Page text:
personalization keyword hierarchy and the business rules.  I think that
in the beginning, we can just let personalization rules be small python
expressions returning some results.  We could also group rules into rule
sets, a la SiteServer, to make them more manageable.

Let's say the tool was like this:

                        favorite_3_sports = "return
user.behavior.top('/sports/*', 3)"
                        discount = "if user.type == 'VIP': return 20"

And in our code we would write:

        <dtml-in "portal_pzn.set1.favorite_3_sports(user)"
                ><dtml-var "promotions[_['sequence-index']"
Each user object is extended with two profile objects:

        behavior = implicit data; each keyword has an associated "hit"
        interests = explicit data; just a list of keywords the user has
explicitly said he's interested in

Just like with sessions, we could store personalization in the ZODB but
it'll probably be too slow for many uses.  We should use a storage that
is fast both for writes and reads, which means it'll probably not be
very persistent.  We could have it synchronize regularly with a more
persistent storage, e.g., ZODB.

Interests are more like subscriptions, and like subscriptions, have
their uses.

This is still simple.  I'm sure, e.g., Broadvision offers much more when
it comes to personalization.

These are just thoughts; I don' thave any plans to implement
personalization yet.  I'd be happy to help others, though :)

Bjorn Stabell <[EMAIL PROTECTED]>

-----Original Message-----
From: Jon Edwards [mailto:[EMAIL PROTECTED]]
Posted At: Tuesday, June 05, 2001 23:17
Posted To: Zope CMF
Conversation: [Zope-CMF] List of subject/metadata sets?
Subject: RE: [Zope-CMF] List of subject/metadata sets?

(Note to self : Remember to engage brain before typing!)

Yes, you're right - and as Marc pointed out, you can have everything you
need in one catalog.

I guess where I'm coming from, is that the catalog is serving two
and sometimes it gets confusing to a relative newbie like me -

1. For the end user it allows them to search the whole system, and is
often used to "construct" the pages - topics and sub-topics - they are
viewing. I'm assuming it will also be used in some way to construct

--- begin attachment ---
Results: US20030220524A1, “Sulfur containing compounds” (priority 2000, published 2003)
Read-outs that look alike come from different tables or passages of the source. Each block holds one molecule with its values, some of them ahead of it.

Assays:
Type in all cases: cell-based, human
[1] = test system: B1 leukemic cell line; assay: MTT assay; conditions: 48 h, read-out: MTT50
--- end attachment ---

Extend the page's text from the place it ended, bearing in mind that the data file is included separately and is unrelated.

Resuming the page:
composite-documents. With a large site, containing many sub-sections (or
large organisation with quasi-autonomous sub-organisations/departments)
needs a lot of planning to allow all the possible searches users are
to want.

2. Behind the scenes it is interacting with workflow/workgroups to allow
people to process documents from creation to publication. ...and I'm
trying to wrap my brains round how Composite Documents and Versioning
fit into it all. This is assuming you have a site with multiple
editors/contributors working on many sections/subsections/pages in

I guess at some scale the complexity reaches the point where you need to
separate the two functions... and my needs are somewhere in that

i.e. you have two portals/catalogs, one for the internal organisation to
its workflow, collaboration, discussions, document-sharing (perhaps on
intranet)... and one where the finished results are published, and the
public can view, search, discuss. But you still want some two-way
between the two.

Is anyone else reaching similar levels of complexity? Maybe I should
re-factor and "divide and conquer"!!

Sorry if this makes no sense! I think I'm having a bad-brain day!

Cheers, Jon

> Going off at a tangent, does anyone ever get the feeling that you
> two portal_catalogs? One for end-user searching, topics, etc. and one
> the internals, composite-docs and that sort of stuff?

How do you mean?  Wouldn't that mean you end up with lots of objects
being indexed in two places?